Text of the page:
After nearly a century in the Natural History Museum collections, a new butterfly species has been discovered because of its mustache.
A new butterfly species from the dry Magdalena valleys of Colombia has been discovered among the three million butterfly specimens at the Natural History Museum in London by a butterfly curator. It lay undiscovered in the collection for 90 years, but only when the curator Blanca Huertas compared it with a recently found wild specimen was it identified as Splendeuptychia ackeryi, or Magdalena valley ringlet, whose distinguishing feature is unusually hairy mouthparts.
Blanca Huertas, butterfly curator at the Natural History Museum, who discovered and described the new species said: "The collections here at the Natural History Museum are a treasure trove to be explored. We have almost nine million butterflies and moths in our collections, a comprehensive example of the Earth’s diversity. But there are many new species still waiting to be discovered, both in museum collections and in the field."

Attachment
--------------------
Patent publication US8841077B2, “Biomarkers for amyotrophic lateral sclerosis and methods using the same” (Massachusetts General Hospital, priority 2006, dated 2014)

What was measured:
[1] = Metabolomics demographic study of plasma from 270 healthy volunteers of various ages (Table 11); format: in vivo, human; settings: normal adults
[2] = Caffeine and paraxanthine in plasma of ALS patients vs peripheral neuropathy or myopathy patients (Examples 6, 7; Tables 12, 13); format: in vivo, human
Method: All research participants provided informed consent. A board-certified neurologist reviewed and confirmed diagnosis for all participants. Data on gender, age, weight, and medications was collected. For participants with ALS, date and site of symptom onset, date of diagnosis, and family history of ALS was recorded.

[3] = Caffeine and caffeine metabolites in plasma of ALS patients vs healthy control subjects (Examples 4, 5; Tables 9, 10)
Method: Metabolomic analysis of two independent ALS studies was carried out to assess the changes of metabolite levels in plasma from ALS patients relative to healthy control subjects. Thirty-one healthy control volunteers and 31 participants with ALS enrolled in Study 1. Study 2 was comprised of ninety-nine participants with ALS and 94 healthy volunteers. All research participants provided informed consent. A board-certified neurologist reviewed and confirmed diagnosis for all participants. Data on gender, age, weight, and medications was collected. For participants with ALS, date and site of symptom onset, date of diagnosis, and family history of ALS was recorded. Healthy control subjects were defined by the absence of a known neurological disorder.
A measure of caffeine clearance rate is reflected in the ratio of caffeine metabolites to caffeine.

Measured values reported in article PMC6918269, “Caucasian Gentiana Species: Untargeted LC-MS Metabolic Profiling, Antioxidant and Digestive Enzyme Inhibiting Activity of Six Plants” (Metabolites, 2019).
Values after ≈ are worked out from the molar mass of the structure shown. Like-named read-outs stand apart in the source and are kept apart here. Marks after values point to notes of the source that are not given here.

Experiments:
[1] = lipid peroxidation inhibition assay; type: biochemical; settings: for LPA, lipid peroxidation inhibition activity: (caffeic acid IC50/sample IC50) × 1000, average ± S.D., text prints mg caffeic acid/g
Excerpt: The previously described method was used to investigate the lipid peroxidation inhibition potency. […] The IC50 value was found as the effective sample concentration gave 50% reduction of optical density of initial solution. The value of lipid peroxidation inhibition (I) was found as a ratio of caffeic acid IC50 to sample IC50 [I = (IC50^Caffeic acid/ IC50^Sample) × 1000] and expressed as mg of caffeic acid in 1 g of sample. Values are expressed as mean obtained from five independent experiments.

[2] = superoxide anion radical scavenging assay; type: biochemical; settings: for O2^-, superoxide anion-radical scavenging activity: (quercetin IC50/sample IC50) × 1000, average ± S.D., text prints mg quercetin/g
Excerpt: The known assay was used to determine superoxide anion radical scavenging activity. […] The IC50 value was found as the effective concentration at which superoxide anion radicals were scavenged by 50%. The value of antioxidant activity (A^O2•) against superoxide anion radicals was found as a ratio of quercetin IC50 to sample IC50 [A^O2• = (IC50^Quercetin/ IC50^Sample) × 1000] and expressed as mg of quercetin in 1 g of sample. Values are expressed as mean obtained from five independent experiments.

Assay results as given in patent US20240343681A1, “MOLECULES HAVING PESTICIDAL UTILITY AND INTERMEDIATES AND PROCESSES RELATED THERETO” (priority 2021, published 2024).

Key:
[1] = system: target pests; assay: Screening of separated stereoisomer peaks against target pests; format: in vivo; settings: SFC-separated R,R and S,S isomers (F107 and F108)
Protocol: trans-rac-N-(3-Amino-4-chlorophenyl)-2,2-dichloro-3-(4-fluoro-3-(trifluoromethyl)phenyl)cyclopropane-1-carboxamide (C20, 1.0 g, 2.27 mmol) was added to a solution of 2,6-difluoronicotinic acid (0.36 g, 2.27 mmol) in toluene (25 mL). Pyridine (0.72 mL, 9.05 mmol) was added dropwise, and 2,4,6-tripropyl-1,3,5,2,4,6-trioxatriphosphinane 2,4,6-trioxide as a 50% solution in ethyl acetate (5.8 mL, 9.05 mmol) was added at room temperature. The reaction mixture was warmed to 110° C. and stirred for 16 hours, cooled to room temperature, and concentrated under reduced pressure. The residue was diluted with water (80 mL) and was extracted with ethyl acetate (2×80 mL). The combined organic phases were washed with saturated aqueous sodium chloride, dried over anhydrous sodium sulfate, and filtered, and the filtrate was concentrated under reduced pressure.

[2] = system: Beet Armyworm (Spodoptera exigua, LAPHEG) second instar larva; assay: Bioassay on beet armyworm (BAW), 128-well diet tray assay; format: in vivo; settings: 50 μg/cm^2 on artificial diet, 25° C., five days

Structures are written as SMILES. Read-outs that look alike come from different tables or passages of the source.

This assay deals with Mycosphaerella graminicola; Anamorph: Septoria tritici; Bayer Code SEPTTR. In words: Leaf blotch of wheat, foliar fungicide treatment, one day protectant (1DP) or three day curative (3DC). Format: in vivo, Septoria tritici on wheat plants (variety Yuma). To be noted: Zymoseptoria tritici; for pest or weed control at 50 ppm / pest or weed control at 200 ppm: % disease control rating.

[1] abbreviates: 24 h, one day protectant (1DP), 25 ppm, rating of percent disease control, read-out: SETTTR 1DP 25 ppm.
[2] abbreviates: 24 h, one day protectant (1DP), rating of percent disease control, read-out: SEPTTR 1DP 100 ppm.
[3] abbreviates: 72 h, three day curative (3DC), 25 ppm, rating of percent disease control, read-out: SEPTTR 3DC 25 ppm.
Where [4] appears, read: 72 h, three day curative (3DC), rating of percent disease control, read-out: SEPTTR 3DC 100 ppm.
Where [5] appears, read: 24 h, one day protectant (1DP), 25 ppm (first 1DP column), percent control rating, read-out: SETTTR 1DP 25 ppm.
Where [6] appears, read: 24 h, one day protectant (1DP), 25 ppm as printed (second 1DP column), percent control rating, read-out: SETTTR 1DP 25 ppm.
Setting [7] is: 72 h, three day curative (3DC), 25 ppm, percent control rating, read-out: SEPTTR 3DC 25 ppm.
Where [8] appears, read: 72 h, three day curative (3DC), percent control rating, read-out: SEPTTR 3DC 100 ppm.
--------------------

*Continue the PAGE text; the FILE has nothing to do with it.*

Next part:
Huertas discovered the new species in the wild when she traveled, with two colleagues, on an expedition to a remote mountain in Colombia in 2005. The entomologists did not realize, however, that the butterfly they had seen in Colombia had not been named and described until they returned to the UK and studied the specimens in the Museum’s collections, dating from 1920.
Huertas continued: "Butterflies are a diverse group of insects with almost 20,000 known species, 40 per cent of which are in South America. We are working hard at the Museum with our current exhibitions and developments such as Butterfly Jungle opening this summer and the new Darwin Centre opening in September, to encourage a new generation of researchers. They can help us complete an inventory of the planet’s biodiversity before we lose more species unknown to science."
The description of the new butterfly is published in the latest issue of Zootaxa.
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